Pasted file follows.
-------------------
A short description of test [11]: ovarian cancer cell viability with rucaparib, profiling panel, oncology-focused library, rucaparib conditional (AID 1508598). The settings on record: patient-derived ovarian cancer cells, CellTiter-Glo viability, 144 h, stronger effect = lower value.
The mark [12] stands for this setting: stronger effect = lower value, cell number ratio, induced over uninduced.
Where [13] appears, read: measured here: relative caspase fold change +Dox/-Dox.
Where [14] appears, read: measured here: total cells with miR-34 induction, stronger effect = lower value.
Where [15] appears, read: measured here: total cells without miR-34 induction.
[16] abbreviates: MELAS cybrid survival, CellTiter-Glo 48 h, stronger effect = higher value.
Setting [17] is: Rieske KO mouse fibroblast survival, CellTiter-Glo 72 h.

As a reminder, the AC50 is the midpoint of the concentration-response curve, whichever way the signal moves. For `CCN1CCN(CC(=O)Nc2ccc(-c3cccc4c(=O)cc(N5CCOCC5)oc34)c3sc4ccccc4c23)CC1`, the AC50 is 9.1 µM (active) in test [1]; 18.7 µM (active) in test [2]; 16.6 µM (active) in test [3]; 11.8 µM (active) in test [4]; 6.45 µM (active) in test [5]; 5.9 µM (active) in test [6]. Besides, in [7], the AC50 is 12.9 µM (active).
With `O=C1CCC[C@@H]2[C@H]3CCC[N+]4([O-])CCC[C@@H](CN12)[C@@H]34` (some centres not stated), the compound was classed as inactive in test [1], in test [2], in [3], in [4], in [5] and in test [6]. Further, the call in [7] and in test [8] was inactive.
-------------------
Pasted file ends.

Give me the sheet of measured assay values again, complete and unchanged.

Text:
A short description of test [11]: ovarian cancer cell viability with rucaparib, profiling panel, oncology-focused library, rucaparib conditional (AID 1508598). The settings on record: patient-derived ovarian cancer cells, CellTiter-Glo viability, 144 h, stronger effect = lower value.
The mark [12] stands for this setting: stronger effect = lower value, cell number ratio, induced over uninduced.
Where [13] appears, read: measured here: relative caspase fold change +Dox/-Dox.
Where [14] appears, read: measured here: total cells with miR-34 induction, stronger effect = lower value.
Where [15] appears, read: measured here: total cells without miR-34 induction.
[16] abbreviates: MELAS cybrid survival, CellTiter-Glo 48 h, stronger effect = higher value.
Setting [17] is: Rieske KO mouse fibroblast survival, CellTiter-Glo 72 h.

As a reminder, the AC50 is the midpoint of the concentration-response curve, whichever way the signal moves. For `CCN1CCN(CC(=O)Nc2ccc(-c3cccc4c(=O)cc(N5CCOCC5)oc34)c3sc4ccccc4c23)CC1`, the AC50 is 9.1 µM (active) in test [1]; 18.7 µM (active) in test [2]; 16.6 µM (active) in test [3]; 11.8 µM (active) in test [4]; 6.45 µM (active) in test [5]; 5.9 µM (active) in test [6]. Besides, in [7], the AC50 is 12.9 µM (active).
With `O=C1CCC[C@@H]2[C@H]3CCC[N+]4([O-])CCC[C@@H](CN12)[C@@H]34` (some centres not stated), the compound was classed as inactive in test [1], in test [2], in [3], in [4], in [5] and in test [6]. Further, the call in [7] and in test [8] was inactive.